NEW YORK - Salvatore Parisi was one of the many firefighters who rushed to the World Trade Center on September 11th. He's also one of the many first responders who have gotten sick in the aftermath of the attacks. In 2018, Parisi was diagnosed with a rare form of leukemia.
"Oh, it just knocks you down. I mean, you'd never think," Parisi said.
Now a new study links leukemia to people who were exposed to 9/11 toxins. It concludes that people who were around the World Trade Center following the attacks have a 41 percent higher risk of developing the blood cancer compared to the general population.
Lead author Moshe Shapiro of the Icahn School of Medicine at Mount Sinai says although many researchers suspected a correlation, finding evidence for it is significant.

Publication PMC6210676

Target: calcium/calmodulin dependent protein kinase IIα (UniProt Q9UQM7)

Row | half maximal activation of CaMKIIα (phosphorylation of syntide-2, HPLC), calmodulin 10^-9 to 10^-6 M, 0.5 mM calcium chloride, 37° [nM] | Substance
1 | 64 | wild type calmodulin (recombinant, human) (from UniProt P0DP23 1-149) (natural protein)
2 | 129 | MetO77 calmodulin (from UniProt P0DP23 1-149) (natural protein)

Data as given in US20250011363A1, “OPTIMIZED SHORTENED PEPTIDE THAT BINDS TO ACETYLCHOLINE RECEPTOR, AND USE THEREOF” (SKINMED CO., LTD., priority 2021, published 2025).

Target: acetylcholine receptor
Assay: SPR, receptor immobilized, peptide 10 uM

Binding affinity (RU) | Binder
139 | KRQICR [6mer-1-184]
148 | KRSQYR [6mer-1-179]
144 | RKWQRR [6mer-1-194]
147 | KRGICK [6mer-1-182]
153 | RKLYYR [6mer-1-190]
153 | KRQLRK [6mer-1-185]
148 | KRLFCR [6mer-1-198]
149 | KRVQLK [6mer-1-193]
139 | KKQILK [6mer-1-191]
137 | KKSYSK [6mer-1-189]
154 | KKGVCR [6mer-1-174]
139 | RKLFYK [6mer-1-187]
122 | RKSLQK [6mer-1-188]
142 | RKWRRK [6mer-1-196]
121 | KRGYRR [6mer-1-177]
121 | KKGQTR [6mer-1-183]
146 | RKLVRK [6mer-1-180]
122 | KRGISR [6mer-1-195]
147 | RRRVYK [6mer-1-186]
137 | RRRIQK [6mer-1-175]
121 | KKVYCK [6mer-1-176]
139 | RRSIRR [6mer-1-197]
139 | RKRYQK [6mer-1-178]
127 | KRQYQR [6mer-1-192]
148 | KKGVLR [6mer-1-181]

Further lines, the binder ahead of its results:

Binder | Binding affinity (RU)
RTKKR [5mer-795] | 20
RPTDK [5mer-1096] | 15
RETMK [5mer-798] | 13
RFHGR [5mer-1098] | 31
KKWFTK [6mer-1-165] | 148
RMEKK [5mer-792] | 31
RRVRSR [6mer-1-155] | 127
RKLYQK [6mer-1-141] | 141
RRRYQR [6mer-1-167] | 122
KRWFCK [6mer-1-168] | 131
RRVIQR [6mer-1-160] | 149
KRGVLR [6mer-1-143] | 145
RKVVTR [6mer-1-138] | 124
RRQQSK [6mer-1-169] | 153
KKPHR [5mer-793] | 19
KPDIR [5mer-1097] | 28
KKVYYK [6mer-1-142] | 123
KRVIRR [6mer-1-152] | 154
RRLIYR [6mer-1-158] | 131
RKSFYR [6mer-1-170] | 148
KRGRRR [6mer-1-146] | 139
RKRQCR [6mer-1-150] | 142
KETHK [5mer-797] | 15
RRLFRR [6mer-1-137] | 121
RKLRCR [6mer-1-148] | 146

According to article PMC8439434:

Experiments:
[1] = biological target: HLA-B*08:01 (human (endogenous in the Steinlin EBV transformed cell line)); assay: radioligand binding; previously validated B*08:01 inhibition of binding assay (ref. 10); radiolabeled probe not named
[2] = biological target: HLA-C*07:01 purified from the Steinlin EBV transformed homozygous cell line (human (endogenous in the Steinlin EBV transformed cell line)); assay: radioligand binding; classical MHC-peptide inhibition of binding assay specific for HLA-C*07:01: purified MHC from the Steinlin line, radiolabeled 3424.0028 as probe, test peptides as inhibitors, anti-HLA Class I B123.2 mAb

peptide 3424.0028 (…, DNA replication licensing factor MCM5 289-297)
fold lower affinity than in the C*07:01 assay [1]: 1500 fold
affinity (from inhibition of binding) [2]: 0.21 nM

"That spurs other doctors to look more in depth in trying to understand the relationship between exposure and that particular cancer," Shapiro said.
The study was based on tracking about 29,000 people who are enrolled in the World Trade Center Health Program which provides medical monitoring and treatment to people who lived, worked or studied near the collapsed Twin Towers.
The Victim Compensation Fund already provides benefits to people with leukemia but attorney Michael Barasch says any sort of research is helpful. He represents hundreds of 9/11 first responders — 267 of them have leukemia.
"It's going to help get the word out that people don't realize their cancer, their loved ones death, was a result of this toxic exposure," Barasch said.
“It's a tough road you know but you gotta fight it and keep going," Parisi said.
Parisi says while battling his illness has been a challenge, the research makes him hopeful that first responders like himself and others exposed to the toxic debris will recognize their risk of contracting leukemia and seek treatment when the earliest symptoms develop.